There is no digital equivalent to physically opening your Bible to read and memorize scripture. It is a process that takes God’s Word from our minds, to our heart, to our lives. His Word become alive within us and is a lifeline that never malfunctions.

Knowledge benefits our life. Information, on the other hand, is merely an accumulation of facts that can overload us with useless information. This type of data clutters our back-up lifeline. The risk associated with fragmented data is the beep of death

The acquisition of more information doesn’t necessarily increase knowledge or wisdom. In fact, the plethora of stimuli and data at our fingertips can invoke a feeding frenzy where information is ingested, but never digested. The influx of information is more likely to bring distractions.

To continually ingest information but neglect to cultivate that information into knowledge deprives us of wisdom.

“The one who gets wisdom loves life; the one who cherishes understanding will soon prosper.”
–Proverbs 19:8

Do you have a back-up plan in place for your spiritual life? At a moment’s notice, a life malfunction could trigger the beep of death and spiral you into darkness. Would you be able to recover?

You are not a Jeopardy contestant; there is no value in useless information. Instead, focus on the pursuit of knowledge so that you may acquire wisdom and seek understanding in all things.

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ADONAI Ori (The LORD is My Light)

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I awoke earlier than usual this morning. In the quiet twilight of dawn the Holy Spirit, as only He can do, prompted me to pray for those who carry grief and sorrow in the secret places of their heart. One friend in particular came to mind but I felt impressed to pray for others. I didn’t know the secret heartache of many, but God did.

In the stillness of the hour I meditated on the goodness of God and watched as daylight slowly edged its way through the dark morning skies.

        “You, LORD, are my lamp; the LORD turns my darkness into light.”
         II Samuel 22:29

Isn’t that just the way God works with the sorrow and grief we conceal in the darkened corridors of our heart? When the blackness of night casts shadows of hopelessness upon us, along comes daybreak to penetrate our heart with random words of encouragement or acts of kindness. Our hope and strength is renewed for a season as our darkness turns to dawn.

Today, I pray you find His light in the presence of your darkness and that your sorrow is turned into joy. From the rising of the sun to its setting, give praise to God. For praise is the clearest and most direct means of showing our total dependence on God in the midst of darkness.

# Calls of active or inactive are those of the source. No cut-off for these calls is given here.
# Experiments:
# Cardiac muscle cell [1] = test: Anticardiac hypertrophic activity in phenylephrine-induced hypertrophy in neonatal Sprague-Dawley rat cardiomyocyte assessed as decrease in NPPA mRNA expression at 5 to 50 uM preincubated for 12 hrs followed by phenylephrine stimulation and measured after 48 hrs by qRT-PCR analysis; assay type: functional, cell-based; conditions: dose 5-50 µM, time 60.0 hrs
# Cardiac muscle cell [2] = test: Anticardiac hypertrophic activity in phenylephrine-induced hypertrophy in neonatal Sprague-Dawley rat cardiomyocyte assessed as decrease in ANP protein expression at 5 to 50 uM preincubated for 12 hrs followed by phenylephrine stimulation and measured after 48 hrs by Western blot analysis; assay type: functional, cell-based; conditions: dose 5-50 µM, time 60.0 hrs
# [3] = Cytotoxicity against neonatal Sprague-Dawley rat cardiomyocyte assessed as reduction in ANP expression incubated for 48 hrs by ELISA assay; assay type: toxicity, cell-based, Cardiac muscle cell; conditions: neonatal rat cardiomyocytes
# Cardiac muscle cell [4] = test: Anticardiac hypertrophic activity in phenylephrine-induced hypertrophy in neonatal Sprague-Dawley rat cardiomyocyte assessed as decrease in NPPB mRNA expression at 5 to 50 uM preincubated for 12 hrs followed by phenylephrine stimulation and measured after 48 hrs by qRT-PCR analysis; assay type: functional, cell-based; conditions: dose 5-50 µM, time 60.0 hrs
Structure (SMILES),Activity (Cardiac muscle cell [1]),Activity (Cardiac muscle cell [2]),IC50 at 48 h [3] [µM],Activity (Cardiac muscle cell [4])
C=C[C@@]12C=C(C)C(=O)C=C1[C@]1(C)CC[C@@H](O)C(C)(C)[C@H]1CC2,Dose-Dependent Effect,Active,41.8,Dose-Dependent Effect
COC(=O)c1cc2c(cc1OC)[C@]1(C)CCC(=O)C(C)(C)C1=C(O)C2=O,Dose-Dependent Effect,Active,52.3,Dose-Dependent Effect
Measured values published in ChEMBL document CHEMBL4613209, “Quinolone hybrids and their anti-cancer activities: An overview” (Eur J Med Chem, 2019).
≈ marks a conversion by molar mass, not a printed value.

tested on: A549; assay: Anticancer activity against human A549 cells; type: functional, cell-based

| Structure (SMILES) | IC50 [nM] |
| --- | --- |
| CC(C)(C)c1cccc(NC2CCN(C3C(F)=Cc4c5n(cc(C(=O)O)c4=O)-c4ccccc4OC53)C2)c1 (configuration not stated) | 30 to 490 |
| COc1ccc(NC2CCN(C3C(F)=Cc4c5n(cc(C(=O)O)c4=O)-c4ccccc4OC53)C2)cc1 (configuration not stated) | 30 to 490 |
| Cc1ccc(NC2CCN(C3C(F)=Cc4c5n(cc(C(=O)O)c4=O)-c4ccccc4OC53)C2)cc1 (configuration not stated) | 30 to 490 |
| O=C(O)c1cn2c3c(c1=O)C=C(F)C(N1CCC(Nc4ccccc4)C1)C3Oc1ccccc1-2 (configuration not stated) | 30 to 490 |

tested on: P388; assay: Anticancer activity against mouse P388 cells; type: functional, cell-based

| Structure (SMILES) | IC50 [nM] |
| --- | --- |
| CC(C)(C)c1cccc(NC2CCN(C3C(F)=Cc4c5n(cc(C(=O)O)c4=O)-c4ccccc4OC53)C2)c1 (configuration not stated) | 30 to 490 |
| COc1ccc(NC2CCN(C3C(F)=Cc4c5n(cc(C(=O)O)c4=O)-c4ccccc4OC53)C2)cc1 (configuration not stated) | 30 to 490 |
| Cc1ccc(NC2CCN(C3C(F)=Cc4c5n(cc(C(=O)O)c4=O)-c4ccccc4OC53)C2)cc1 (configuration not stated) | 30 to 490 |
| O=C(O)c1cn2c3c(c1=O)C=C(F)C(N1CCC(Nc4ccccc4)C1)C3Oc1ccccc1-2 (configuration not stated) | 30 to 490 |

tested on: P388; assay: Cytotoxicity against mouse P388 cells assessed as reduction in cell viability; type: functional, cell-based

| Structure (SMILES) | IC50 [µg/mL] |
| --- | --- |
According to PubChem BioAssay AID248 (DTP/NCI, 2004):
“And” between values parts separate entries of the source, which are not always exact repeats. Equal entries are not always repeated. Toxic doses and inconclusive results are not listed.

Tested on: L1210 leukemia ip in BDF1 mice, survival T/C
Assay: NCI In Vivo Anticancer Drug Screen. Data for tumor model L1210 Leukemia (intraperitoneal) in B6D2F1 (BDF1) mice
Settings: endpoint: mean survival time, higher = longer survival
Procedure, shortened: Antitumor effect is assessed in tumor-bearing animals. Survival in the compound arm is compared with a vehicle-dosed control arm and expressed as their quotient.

Even King David endured periods of darkness in his life. He responded with praise and God brought deliverance. Psalms 27, written by David and sung in Biblical Hebrew, gives insight into how this song may have been heard by the listener when first written.

Listen to Psalm 27

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WHY TODAY?

Why Today?The recent killing of four marines in Chattanooga raises the question, at least for me, of why today? It’s a question I ponder about death. In the case of my dad, it was death by cancer. He clung to life until the appointed day of his death.

As the marines drove to work that day, they had no foreknowledge of the fate that awaited them. That day they were in the right place at the wrong time.

I understand God has given mankind freewill and the choices we make will impact our life as well as the life of others. The gunman of the marines choose the day he would purposely fire an AK-47 rifle at innocent people. In the process, he was empowered to determine the day he and four others would die.

Certainly the families of the slain, like me, have asked why today. As I try to wrap my thoughts around death, I am reminded that scriptures only provide a glimpse into the mystery of death.

“It is in the plan that all men die once. After that, they will stand before God and be judged.” Hebrews 9:27 NLV “Man’s days are determined; you (God) have decreed the number of his months and have set limits he cannot exceed.” Job 14:5

In this age of electronic devices death is broadcasted in real-time and reminds us that life is but a breath; it can end with little or no warning. Even as I write this piece another senseless massacre has taken place in a Louisiana movie theater; three people are dead and others seriously injured.

What I do know about death is we will all die. Some will experience a prolonged death; others may die instantaneously, accidentally or by choice. The knowledge that death is inevitable poses a greater question. Are we prepared to meet our maker when that why today moment happens?

The Psalmist said, “My whole life is in your hands.” Psalm 31:15 NIRV

When we trust that God is sovereign and in control of all things, the victory of the cross overcomes the fear of death. When our life is in God’s hands the why today question is answered with why not today.